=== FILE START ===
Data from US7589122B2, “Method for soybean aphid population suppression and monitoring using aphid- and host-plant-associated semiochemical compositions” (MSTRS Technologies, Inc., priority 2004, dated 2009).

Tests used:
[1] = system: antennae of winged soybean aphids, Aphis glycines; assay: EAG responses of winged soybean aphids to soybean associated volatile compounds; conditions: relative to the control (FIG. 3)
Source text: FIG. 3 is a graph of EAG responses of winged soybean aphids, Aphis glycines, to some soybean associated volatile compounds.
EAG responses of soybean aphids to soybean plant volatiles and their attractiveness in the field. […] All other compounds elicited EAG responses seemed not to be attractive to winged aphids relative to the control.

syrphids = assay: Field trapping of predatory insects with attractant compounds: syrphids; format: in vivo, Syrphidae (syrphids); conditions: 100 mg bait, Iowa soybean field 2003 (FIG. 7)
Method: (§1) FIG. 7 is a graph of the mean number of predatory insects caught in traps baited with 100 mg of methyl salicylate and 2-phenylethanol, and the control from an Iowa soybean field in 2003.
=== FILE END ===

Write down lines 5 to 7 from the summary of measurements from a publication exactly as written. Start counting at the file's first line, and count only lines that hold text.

EAG responses of soybean aphids to soybean plant volatiles and their attractiveness in the field. […] All other compounds elicited EAG responses seemed not to be attractive to winged aphids relative to the control.

syrphids = assay: Field trapping of predatory insects with attractant compounds: syrphids; format: in vivo, Syrphidae (syrphids); conditions: 100 mg bait, Iowa soybean field 2003 (FIG. 7)
Method: (§1) FIG. 7 is a graph of the mean number of predatory insects caught in traps baited with 100 mg of methyl salicylate and 2-phenylethanol, and the control from an Iowa soybean field in 2003.